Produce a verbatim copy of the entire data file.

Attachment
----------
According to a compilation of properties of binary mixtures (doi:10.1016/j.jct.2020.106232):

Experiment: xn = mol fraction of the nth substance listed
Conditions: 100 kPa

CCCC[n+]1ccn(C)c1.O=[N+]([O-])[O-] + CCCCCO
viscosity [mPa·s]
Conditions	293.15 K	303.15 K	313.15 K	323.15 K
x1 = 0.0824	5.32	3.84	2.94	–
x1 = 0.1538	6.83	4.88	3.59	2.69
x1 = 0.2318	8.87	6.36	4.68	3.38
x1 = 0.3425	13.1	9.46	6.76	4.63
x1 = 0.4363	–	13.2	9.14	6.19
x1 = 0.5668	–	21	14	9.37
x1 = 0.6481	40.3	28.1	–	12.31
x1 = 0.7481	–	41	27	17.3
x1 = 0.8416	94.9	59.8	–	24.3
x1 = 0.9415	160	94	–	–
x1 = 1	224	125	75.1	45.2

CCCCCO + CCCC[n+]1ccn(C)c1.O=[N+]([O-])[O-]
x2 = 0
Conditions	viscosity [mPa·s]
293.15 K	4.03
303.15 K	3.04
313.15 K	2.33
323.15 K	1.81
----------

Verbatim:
According to a compilation of properties of binary mixtures (doi:10.1016/j.jct.2020.106232):

Experiment: xn = mol fraction of the nth substance listed
Conditions: 100 kPa

CCCC[n+]1ccn(C)c1.O=[N+]([O-])[O-] + CCCCCO
viscosity [mPa·s]
Conditions	293.15 K	303.15 K	313.15 K	323.15 K
x1 = 0.0824	5.32	3.84	2.94	–
x1 = 0.1538	6.83	4.88	3.59	2.69
x1 = 0.2318	8.87	6.36	4.68	3.38
x1 = 0.3425	13.1	9.46	6.76	4.63
x1 = 0.4363	–	13.2	9.14	6.19
x1 = 0.5668	–	21	14	9.37
x1 = 0.6481	40.3	28.1	–	12.31
x1 = 0.7481	–	41	27	17.3
x1 = 0.8416	94.9	59.8	–	24.3
x1 = 0.9415	160	94	–	–
x1 = 1	224	125	75.1	45.2

CCCCCO + CCCC[n+]1ccn(C)c1.O=[N+]([O-])[O-]
x2 = 0
Conditions	viscosity [mPa·s]
293.15 K	4.03
303.15 K	3.04
313.15 K	2.33
323.15 K	1.81